Residents line up for free face masks distributed by New York City Department of Parks & Recreation staff at Mauro playground, May 5, 2020. /AP

When more than 23,000 nurses across all 50 states and Washington D.C. were asked about their working conditions, 87 percent of the respondents said that they were reusing a single-use disposable respirator or mask with a COVID-19 patient, 84 percent complained that they hadn't been tested for COVID-19 and 72 percent exposed their skins or clothes to the patients of highly contagious disease.

"The enmeshed nurses wailed over the government of world's richest country that calls them heroes without even bothering to invest in mass producing N95 respirators and other equipment to keep them alive. Nurses signed up to care for their patients. They did not sign up to die needlessly on the front lines of a pandemic. Our message to employers and the Trump administration is: Platitudes are empty without protections. For our sake, for the public's sake – give us PPE," said NNU Executive Director Bonnie Castillo.

Even though the U.S. Food and Drug Administration (FDA) federal agency warns that N95 respirator "should not be shared or reused," the frequent use of protective gear by nurses, including 28 percent of those who had to reuse the so-called "decontaminated" masks with confirmed COVID-19 patients, could be fatal for the saviors of humanity.

Frank Gabrin, first U.S. emergency room doctor to die of coronavirus, told his friend that he was worried of PPE famine in the hospitals he was serving where he had to wash N95 mask to make it last several shifts. Eventually, the two-time cancer survivor caught the virus wearing the same mask four days in a row and succumbed to COVID-19.

The dearth of PPE as well as the shortage of medicine and ventilators in emergency departments forced American College of Emergency Physicians last month to seek support from the U.S. lawmakers directly to protect nation's patients and healthcare workers.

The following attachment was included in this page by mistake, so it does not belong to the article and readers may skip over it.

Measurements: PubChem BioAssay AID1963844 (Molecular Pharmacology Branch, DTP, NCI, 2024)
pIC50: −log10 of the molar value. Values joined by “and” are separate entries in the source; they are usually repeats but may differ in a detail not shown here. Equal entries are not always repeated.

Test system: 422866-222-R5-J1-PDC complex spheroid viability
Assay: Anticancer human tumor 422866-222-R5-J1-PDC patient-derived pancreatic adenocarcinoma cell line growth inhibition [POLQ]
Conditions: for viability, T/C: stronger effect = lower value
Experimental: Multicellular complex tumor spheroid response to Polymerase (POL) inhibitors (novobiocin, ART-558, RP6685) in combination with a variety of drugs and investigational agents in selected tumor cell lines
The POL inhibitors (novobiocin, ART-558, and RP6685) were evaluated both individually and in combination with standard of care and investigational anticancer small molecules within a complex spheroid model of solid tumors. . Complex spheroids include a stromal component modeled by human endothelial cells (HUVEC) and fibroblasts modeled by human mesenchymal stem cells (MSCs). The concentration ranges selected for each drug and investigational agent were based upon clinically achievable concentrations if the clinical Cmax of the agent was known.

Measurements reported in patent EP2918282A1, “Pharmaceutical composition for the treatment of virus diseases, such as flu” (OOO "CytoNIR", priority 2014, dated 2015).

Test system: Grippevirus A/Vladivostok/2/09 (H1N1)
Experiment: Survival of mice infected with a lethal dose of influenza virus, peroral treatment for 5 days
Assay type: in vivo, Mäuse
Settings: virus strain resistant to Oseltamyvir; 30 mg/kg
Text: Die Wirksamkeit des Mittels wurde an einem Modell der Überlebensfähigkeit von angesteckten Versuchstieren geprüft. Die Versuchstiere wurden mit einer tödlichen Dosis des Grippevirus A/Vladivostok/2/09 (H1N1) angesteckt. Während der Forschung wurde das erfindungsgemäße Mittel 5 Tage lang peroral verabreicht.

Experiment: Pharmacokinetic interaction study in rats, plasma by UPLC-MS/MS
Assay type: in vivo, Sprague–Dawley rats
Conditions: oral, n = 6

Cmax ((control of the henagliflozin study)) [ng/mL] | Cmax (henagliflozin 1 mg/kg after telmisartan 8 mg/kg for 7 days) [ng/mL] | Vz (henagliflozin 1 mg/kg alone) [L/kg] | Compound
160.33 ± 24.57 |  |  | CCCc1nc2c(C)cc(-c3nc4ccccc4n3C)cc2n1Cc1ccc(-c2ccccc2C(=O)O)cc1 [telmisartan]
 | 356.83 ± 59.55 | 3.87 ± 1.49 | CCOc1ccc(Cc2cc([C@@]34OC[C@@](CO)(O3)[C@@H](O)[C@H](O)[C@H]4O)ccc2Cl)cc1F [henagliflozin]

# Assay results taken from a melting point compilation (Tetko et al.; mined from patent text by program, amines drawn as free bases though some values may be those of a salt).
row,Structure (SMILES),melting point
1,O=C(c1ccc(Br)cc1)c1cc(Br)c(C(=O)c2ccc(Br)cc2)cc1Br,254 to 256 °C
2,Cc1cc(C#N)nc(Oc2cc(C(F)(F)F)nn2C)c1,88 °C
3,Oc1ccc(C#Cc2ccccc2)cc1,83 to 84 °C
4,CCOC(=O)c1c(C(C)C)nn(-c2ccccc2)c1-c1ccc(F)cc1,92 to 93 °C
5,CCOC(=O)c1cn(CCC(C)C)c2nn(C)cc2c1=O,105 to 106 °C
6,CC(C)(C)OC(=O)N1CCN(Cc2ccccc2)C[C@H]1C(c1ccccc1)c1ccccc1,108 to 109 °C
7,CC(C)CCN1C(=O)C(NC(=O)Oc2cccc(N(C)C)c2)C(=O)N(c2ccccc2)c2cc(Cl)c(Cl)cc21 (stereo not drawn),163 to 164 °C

Dr. Rick Bright, a top government scientist, who alleged in his whistleblower complain that he was sacked in April from the directorship of Biomedical Advanced Research and Development Authority (BARDA) for voicing concerns over Trump's support of hydroxychloroquine, gave grim warnings in his written testimony on COVID-19 to the U.S. Subcommittee of Health, House Committee on Energy and Commerce.

The virologist, labeled "disgruntled employee" by the U.S. president, said that 2020 will be an ominous year for the country as the window of opportunity was closing and if the U.S. failed to develop a national coordinated response, the pandemic "will get far worse and be prolonged, causing unprecedented illnesses and fatalities." Bright slammed the U.S. government for its lethargic response on disease and for not ramping up the production of masks, respirators and other critical supplies despite his premonitions in January, February and March.

As the specialist on addressing pandemic outbreaks heralded an "undeniable fact" about the resurgence of COVID-19 this fall that would be greatly compounded by the challenges of seasonal influenza – the Trump administration should rank patients, healthcare workers and the national healthcare system first before the U.S. enters into the "darkest winter in modern history."

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(Cover image: More than 100 people gather together to pray for the frontline health workers in San Francisco, the U.S., April 25, 2020 /CFP)